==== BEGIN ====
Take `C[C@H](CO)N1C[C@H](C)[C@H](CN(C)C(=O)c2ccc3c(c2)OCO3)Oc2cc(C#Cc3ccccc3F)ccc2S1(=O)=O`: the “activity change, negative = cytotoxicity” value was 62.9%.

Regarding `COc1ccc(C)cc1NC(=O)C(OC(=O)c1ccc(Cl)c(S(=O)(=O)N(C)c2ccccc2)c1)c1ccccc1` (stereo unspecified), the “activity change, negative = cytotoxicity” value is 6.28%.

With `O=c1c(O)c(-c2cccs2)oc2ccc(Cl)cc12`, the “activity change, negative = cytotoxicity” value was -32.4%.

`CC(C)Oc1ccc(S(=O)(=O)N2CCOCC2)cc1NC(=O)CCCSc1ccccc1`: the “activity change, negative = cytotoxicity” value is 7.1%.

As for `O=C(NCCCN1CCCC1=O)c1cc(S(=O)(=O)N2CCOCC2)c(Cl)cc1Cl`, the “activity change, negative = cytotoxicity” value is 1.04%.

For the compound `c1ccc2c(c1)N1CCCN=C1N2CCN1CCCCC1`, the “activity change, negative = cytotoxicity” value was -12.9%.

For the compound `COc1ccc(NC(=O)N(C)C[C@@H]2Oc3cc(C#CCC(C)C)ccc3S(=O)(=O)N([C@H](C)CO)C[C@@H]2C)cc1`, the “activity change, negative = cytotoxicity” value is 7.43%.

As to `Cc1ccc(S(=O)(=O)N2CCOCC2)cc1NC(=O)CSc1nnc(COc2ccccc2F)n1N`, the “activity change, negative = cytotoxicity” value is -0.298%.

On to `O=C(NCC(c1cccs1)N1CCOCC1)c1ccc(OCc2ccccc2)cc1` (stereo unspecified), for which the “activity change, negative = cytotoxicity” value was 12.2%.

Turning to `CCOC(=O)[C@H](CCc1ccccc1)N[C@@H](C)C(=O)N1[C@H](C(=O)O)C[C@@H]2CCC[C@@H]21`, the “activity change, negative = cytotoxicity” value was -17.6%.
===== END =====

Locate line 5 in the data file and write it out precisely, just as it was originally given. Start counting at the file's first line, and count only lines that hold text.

As for `O=C(NCCCN1CCCC1=O)c1cc(S(=O)(=O)N2CCOCC2)c(Cl)cc1Cl`, the “activity change, negative = cytotoxicity” value is 1.04%.